Four Burrowing Owl Chicks Debuted at Lake Superior Zoo

Updated: November 16, 2018 07:50 PM

Zookeepers at the Lake Superior Zoo announced Friday, the hatch of a few new feathery friends.

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Three and a half weeks ago, four Burrowing Owl chicks hatched from their shells! Although they were born in Duluth, in about a month, the chicks will take on permanent residency at the Minnesota Zoo in St. Paul. Two of the owls will be trained to be used in bird shows. The other two owls will be trained to be part of the Minnesota Zoo's outreach program and "Zoo Mobile."

"We're starting to get them used to being around people, lots of different sights and sounds," says Zookeeper, Jackie Fallon. "Carrying them in a traveling kennel, sitting on a glove, being used to loud noise and children and all that kind of stuff. This is their, kind of, emersion into their future life."

Fallon says until they head to the cities, her main job is to get them to be people ready. That means taking them on car rides around zoo grounds, taking them for walks, bringing the owls around people, so they're ready for life at the big zoo.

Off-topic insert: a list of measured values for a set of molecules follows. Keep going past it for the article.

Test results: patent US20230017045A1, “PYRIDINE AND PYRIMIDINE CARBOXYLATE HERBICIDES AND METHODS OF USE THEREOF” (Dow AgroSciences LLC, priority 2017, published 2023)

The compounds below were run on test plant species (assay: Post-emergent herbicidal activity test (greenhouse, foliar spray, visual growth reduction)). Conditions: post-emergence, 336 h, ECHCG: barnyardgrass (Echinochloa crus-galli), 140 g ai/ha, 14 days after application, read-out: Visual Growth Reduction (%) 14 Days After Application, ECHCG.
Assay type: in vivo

Right now, Fallon and the staff at the Lake Superior Zoo aren't exactly sure the gender of these four owls. That will be determined by a blood test conducted by the Minnesota Zoo. At that point, the chicks will most likely be given names.

Burrowing owl's have become endangered in Minnesota. "We lost the majority of our burrowing owl habitat with farming and agriculture," Fallon says. "So we got rid of the prairies. When we did that, we got rid of prairie dog towns, which is where they primarily live. So they're very common out in the west, such as the Dakotas. But for us here in Minnesota, they are considered an endangered species."

Standing tall at about four and a half inches, and weighing in at only about a quarter of a pound, that's as big as these little guys get. Burrowing owl's feast on primarily bugs and mice, which is why they thrive in prairie lands. Right now, the chicks eat two or three mice a day to fuel their high-energy bodies. They also get a few snacks throughout the day, like mealworms, wax worms, and crickets.

Friday was the first day the owls caught their own food! Lifespan for these birds is about 15 years in captivity, and five to six years in the wild. The fun-sized birds are predacious to snakes and ferrets. One unique defense characteristic is to give off their own "rattlesnake hiss" to warn off predators in the wild. So if you come across a burrow in the wild and you hear what you think is a snake, it most likely is a nest of chicks.

See these little guys with your own eyes at the Lake Superior Zoo, but only for a short time.

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